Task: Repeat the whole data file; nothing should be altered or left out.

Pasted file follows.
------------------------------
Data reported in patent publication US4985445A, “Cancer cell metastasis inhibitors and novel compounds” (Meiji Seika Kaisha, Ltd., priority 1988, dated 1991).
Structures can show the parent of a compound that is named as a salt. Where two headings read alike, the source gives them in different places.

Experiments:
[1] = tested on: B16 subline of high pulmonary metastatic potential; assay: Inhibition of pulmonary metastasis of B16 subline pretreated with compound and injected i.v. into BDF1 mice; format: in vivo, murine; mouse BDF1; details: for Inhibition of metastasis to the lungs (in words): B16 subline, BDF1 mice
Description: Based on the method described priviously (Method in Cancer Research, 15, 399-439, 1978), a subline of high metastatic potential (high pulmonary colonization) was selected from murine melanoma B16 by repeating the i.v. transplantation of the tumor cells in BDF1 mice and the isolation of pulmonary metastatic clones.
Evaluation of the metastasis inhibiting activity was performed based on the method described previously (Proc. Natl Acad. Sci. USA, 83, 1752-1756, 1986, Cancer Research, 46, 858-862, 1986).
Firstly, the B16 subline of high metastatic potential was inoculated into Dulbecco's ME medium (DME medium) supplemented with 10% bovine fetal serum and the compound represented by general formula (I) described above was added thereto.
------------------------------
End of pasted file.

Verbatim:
Data reported in patent publication US4985445A, “Cancer cell metastasis inhibitors and novel compounds” (Meiji Seika Kaisha, Ltd., priority 1988, dated 1991).
Structures can show the parent of a compound that is named as a salt. Where two headings read alike, the source gives them in different places.

Experiments:
[1] = tested on: B16 subline of high pulmonary metastatic potential; assay: Inhibition of pulmonary metastasis of B16 subline pretreated with compound and injected i.v. into BDF1 mice; format: in vivo, murine; mouse BDF1; details: for Inhibition of metastasis to the lungs (in words): B16 subline, BDF1 mice
Description: Based on the method described priviously (Method in Cancer Research, 15, 399-439, 1978), a subline of high metastatic potential (high pulmonary colonization) was selected from murine melanoma B16 by repeating the i.v. transplantation of the tumor cells in BDF1 mice and the isolation of pulmonary metastatic clones.
Evaluation of the metastasis inhibiting activity was performed based on the method described previously (Proc. Natl Acad. Sci. USA, 83, 1752-1756, 1986, Cancer Research, 46, 858-862, 1986).
Firstly, the B16 subline of high metastatic potential was inoculated into Dulbecco's ME medium (DME medium) supplemented with 10% bovine fetal serum and the compound represented by general formula (I) described above was added thereto.